"Data Bites" is our special seminar series that regularly feature employers in the data science market presenting their companies and job opportunities
Suggested online courses
These resources provide some more in-depth material that you will find helpful.
- Introduction to Python
- Introduction to Data Science in Python
- Python with anaconda
- Introduction to Python Programming
- Importing Data in Python (Part 1)
- Importing Data in Python (Part 2)
- Cleaning Data in Python
- Practicing Coding Interview Questions in Python
- Pandas foundations
- Manipulating data frames with Pandas
- Preprocessing for Machine Learning in Python
- Introduction to Data Visualization with Python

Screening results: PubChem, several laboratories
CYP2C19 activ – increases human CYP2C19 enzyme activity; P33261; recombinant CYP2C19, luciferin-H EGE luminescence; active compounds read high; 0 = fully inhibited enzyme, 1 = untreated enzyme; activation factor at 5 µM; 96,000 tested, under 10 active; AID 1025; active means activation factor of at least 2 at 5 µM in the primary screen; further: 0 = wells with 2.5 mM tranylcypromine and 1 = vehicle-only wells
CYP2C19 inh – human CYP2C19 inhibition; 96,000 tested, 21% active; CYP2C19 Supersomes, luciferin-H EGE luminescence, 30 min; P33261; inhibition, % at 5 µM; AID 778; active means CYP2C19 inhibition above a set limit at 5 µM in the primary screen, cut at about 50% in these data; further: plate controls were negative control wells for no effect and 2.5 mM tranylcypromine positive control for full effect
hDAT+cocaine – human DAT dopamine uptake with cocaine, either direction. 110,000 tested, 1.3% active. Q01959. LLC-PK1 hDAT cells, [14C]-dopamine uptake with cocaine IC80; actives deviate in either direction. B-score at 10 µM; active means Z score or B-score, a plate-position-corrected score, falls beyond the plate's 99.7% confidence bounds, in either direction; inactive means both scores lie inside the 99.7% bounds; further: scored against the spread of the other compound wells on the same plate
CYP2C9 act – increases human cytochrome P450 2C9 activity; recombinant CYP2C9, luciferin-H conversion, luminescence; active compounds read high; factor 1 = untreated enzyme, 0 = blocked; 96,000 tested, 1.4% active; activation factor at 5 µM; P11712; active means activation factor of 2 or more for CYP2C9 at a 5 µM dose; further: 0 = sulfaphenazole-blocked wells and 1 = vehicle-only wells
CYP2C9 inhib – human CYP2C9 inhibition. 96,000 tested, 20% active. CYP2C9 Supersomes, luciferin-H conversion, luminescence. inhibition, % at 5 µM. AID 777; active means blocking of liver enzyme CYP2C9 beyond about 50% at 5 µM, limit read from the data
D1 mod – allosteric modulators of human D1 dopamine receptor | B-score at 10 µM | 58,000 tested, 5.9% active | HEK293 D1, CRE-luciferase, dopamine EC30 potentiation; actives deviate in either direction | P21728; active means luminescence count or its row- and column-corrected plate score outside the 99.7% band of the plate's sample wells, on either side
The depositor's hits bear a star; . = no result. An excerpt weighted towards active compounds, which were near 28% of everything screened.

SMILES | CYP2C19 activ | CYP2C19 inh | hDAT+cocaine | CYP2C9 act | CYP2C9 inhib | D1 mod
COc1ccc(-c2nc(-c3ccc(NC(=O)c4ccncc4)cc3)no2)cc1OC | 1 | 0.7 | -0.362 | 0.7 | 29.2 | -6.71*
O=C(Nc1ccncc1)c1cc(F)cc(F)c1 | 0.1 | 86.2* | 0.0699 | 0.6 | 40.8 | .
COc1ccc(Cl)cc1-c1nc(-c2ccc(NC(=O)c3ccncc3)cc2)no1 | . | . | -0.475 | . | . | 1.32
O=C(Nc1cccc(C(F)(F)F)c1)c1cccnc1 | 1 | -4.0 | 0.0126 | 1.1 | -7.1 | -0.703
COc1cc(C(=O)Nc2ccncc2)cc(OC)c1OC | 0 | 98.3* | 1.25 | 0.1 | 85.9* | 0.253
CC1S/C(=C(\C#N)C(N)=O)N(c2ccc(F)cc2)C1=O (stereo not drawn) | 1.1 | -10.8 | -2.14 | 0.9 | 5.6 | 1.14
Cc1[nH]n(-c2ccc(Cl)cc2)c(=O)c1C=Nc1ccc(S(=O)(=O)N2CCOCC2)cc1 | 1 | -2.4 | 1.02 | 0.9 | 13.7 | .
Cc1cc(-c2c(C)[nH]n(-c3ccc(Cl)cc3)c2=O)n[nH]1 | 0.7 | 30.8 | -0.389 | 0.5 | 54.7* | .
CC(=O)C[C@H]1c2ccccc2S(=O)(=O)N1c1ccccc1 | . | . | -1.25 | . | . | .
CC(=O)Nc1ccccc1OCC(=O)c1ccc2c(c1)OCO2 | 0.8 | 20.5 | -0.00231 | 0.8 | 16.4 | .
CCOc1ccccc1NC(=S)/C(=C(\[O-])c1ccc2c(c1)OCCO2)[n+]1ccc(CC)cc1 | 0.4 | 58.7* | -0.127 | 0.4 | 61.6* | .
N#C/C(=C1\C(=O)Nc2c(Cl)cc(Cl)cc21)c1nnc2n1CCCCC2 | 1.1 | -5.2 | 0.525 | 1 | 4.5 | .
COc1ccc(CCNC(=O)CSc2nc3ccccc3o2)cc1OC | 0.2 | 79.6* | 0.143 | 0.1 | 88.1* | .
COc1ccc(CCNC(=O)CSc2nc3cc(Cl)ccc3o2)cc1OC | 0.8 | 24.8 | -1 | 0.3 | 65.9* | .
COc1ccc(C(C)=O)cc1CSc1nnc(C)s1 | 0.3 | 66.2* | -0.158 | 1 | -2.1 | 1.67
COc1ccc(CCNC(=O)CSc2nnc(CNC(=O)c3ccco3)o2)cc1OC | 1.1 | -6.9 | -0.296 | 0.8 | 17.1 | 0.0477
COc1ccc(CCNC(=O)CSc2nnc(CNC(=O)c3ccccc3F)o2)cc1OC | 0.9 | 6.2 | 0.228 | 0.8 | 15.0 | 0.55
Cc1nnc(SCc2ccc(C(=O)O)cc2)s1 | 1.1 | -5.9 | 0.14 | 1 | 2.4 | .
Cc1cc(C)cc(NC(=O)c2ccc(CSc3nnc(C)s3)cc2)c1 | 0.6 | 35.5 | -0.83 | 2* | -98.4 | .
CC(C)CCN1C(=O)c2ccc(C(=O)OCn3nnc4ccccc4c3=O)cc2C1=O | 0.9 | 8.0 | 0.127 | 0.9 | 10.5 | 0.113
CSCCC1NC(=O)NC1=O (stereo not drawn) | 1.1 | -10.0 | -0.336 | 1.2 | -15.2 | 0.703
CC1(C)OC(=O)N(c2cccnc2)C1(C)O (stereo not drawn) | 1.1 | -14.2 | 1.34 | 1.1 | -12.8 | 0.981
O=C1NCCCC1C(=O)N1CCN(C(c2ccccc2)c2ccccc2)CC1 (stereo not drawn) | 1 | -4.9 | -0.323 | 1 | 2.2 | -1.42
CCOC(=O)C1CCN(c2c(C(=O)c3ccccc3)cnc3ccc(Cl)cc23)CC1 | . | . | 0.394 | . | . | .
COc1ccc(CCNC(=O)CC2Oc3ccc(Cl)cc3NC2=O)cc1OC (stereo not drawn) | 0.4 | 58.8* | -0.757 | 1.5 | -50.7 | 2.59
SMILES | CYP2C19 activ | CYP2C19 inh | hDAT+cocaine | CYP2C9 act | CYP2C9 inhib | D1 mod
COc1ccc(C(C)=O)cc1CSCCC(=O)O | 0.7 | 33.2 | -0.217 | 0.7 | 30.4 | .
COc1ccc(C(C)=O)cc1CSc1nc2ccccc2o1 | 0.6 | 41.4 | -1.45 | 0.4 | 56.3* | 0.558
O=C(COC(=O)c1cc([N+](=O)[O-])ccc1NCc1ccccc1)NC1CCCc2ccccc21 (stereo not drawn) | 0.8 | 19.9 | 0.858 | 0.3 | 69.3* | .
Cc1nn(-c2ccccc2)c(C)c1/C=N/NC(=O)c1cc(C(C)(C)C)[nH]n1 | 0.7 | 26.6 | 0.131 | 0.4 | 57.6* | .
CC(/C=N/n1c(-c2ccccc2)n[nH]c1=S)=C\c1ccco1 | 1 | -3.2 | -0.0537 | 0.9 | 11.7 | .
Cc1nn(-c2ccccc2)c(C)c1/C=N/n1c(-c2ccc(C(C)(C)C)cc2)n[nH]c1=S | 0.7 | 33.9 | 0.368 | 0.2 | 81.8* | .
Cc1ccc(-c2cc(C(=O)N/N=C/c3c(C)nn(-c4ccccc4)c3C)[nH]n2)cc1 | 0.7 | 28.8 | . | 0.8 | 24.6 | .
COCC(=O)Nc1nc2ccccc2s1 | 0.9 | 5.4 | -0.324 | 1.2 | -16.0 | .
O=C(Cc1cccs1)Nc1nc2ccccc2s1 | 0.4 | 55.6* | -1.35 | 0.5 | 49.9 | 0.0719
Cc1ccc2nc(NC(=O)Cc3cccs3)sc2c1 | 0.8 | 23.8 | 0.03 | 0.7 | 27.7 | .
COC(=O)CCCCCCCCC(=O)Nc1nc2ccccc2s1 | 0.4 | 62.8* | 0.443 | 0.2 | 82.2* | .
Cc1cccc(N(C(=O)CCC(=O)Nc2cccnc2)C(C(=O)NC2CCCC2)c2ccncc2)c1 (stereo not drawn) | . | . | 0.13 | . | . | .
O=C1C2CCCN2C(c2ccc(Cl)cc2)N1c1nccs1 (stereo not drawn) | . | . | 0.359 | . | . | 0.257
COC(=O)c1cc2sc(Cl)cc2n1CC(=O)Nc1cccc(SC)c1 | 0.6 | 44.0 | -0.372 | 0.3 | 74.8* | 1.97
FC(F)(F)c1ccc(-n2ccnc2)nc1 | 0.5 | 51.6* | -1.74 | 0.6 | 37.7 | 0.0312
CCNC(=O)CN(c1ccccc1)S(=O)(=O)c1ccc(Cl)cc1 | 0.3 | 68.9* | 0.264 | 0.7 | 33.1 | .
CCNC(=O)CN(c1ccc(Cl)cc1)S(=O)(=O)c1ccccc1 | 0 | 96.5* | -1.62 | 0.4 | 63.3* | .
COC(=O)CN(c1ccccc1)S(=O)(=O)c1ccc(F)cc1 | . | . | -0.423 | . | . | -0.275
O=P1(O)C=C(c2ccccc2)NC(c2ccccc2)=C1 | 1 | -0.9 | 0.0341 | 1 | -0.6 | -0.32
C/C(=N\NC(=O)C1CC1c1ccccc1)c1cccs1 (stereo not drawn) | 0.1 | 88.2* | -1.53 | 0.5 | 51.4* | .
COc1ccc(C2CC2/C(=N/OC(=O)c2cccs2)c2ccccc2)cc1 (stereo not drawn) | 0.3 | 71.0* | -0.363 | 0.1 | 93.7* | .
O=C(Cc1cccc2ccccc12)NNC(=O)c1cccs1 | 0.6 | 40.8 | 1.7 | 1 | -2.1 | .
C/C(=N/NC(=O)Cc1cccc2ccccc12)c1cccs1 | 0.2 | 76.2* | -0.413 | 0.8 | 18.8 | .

- Data analysis and visualisation
- Statistical Thinking in Python (Part 1)
- Statistical Thinking in Python (Part 2)
- Linear Classifiers in Python
- Big Data using PySpark
- Analyzing marketing campaigns with Pandas
- There are many online courses in the Matlab Academy some are free, and you could start before joining
- Matlab Central is a hub for “open exchange for the MATLAB and Simulink user community”.
- StatQuest statistics explained
- Khan Academy: Independent and Dependent Events
- Khan Academy: Probability and Combinatorics
- Khan Academy: Random Variables and Probability Distributions
- Khan Academy: Displaying and Describing data
- Khan Academy: Modeling Distributions of data
- Khan Academy: Describing relationships in quantitative data
- Khan Academy: Confidence Intervals
- Khan Academy: Significance Tests
Please contact firstname.lastname@example.org if you have any other questions.